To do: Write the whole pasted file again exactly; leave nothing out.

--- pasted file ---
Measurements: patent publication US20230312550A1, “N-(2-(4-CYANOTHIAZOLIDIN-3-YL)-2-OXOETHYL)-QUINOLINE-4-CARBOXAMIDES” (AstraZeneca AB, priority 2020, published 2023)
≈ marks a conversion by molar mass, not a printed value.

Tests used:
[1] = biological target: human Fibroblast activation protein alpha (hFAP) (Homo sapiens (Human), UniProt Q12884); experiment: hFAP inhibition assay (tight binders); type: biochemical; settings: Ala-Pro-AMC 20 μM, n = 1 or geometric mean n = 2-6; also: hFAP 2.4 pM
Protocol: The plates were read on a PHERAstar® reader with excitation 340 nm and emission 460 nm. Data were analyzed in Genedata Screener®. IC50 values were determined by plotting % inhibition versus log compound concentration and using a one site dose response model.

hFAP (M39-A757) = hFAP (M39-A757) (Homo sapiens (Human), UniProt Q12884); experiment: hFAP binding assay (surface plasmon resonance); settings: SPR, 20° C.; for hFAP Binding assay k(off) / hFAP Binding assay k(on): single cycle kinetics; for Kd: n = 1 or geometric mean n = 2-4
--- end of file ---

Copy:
Measurements: patent publication US20230312550A1, “N-(2-(4-CYANOTHIAZOLIDIN-3-YL)-2-OXOETHYL)-QUINOLINE-4-CARBOXAMIDES” (AstraZeneca AB, priority 2020, published 2023)
≈ marks a conversion by molar mass, not a printed value.

Tests used:
[1] = biological target: human Fibroblast activation protein alpha (hFAP) (Homo sapiens (Human), UniProt Q12884); experiment: hFAP inhibition assay (tight binders); type: biochemical; settings: Ala-Pro-AMC 20 μM, n = 1 or geometric mean n = 2-6; also: hFAP 2.4 pM
Protocol: The plates were read on a PHERAstar® reader with excitation 340 nm and emission 460 nm. Data were analyzed in Genedata Screener®. IC50 values were determined by plotting % inhibition versus log compound concentration and using a one site dose response model.

hFAP (M39-A757) = hFAP (M39-A757) (Homo sapiens (Human), UniProt Q12884); experiment: hFAP binding assay (surface plasmon resonance); settings: SPR, 20° C.; for hFAP Binding assay k(off) / hFAP Binding assay k(on): single cycle kinetics; for Kd: n = 1 or geometric mean n = 2-4